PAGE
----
1. Widespread use of the smartphone
  2. Shared mobility: Ride-hailing services have grown rapidly over the past few years and now compete with public transit and private vehicle ownership.
  3. Mobility as a Service (MaaS) is emerging as a way to simplify the complexity of transportation systems

WHY IS SO COMPLICATED?

 A big part of the problem is that cities are always changing and expanding. Any new development generates a new last mile problem. In fact, it’s a never-ending problem. The other issue is the need for a unique payment system that makes easier and simple for commuters to use the different travel options that a city offers (buses, light rail, bike rentals). At the end of the day, city commuters must be able to navigate between these different transport modalities quickly, efficiently, and cost-effectively.

ADVANCES SO FAR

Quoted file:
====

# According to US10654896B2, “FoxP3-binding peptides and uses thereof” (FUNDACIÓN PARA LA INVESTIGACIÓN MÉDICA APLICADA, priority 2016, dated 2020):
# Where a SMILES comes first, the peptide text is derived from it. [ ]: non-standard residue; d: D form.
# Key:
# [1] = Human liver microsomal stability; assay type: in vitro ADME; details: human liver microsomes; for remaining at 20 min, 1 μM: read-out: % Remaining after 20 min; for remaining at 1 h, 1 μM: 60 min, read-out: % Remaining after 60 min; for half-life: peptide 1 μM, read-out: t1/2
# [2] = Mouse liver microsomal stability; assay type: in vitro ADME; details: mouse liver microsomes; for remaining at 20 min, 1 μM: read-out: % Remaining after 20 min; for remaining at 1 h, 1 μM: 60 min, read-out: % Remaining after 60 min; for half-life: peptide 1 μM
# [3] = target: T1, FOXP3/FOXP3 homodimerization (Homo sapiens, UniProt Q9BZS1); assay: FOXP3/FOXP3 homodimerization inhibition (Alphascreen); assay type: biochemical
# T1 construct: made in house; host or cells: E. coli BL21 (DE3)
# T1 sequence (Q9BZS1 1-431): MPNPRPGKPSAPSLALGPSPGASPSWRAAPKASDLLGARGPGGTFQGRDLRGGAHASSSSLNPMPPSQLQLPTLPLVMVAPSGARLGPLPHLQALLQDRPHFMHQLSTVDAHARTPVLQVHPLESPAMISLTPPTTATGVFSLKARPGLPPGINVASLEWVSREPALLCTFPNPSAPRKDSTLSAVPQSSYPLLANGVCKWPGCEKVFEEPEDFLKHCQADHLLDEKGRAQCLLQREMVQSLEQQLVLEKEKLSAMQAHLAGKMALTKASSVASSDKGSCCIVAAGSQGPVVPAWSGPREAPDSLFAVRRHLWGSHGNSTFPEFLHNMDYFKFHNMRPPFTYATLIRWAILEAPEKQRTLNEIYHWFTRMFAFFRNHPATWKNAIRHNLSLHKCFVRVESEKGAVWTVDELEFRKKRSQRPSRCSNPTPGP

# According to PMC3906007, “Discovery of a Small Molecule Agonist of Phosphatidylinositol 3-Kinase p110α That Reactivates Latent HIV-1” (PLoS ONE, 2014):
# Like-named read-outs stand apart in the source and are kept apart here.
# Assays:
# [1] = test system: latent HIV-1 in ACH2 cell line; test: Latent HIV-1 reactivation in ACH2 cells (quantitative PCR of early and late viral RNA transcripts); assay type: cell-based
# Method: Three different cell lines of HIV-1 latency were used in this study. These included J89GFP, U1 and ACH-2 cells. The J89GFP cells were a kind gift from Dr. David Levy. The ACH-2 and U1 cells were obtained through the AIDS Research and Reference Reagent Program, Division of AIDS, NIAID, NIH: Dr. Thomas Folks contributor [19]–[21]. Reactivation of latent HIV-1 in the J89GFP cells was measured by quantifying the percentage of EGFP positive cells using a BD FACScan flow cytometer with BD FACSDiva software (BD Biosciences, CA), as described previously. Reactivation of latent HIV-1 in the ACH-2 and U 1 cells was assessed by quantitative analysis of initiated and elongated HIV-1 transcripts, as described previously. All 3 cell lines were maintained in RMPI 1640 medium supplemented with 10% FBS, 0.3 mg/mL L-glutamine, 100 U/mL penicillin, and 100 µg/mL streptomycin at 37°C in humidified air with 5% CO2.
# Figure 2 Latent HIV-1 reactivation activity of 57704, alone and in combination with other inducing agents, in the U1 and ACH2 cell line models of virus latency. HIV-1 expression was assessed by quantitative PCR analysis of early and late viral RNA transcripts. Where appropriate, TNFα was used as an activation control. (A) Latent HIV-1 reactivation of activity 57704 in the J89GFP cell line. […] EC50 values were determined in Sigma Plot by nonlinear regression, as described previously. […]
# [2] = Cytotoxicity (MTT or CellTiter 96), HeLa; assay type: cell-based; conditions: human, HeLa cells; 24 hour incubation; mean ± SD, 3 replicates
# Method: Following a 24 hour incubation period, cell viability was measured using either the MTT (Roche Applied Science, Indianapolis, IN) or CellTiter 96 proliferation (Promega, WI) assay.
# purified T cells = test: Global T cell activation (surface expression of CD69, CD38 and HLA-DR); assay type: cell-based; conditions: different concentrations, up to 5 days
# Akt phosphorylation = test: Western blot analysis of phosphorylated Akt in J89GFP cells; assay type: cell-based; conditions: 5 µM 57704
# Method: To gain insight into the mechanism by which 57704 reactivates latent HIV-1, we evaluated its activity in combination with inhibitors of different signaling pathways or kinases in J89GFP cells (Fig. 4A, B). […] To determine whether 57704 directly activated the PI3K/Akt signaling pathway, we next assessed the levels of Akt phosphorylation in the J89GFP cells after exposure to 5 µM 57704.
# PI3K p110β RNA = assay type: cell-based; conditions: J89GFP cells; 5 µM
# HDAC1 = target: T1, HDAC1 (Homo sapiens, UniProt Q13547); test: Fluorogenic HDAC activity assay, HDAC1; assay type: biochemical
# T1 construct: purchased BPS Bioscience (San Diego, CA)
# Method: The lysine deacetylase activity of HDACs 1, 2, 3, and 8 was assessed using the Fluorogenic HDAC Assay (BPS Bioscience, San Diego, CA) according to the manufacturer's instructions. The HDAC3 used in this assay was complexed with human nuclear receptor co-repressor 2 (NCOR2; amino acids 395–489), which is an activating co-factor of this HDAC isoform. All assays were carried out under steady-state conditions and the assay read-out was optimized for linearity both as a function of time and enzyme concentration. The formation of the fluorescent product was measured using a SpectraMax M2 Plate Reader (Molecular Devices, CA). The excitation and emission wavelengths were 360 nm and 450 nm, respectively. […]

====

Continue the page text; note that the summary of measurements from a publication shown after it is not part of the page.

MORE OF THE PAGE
World Resources Institute affirms that there are already more than 70 cities partnering with new private mobility services to address the challenges public transit systems are facing. 60% of these partnerships are in North America and Europe, and they are present in only 4 cities in the Global South. The most common partnerships between public transit agencies and new mobility service providers are customer experience services for planning multimodal journeys, on-demand mobility services which offer a more flexible mode of transportation than buses and subways, and shared-mobility services to help passengers make first- and last-mile trips to and from transit hubs. For example, St. Petersburg, Florida, subsidizes Uber rides to and from transit stations; and in Bangkok, Kuala Lumpur and Singapore Grab is allowing users to view public transit routes, along with ride-hailing suggestions for the first and last mile of each journey, as well as alerts on delay and schedule changes for some transport options. Some advances are been seen is the self-driving technology area as well.  Andrew Zaleski in Curbed states that in the last two years a movement toward driverless, electric shuttle services in America’s cities has quietly bubbled up. In Detroit, Las Vegas, Columbus, even Lincoln, Nebraska, autonomous mini-buses have completed successful shuttle trials or are currently ferrying passengers. In Finland, Switzerland, and France, where autonomous shuttles are entering their third and even fourth years of operation.  The importance of technology in this case, is that labor is the biggest cost when comes regular transportation. So, a driverless shuttle would allow a radical increase in frequency, the single most important driver of transit ridership.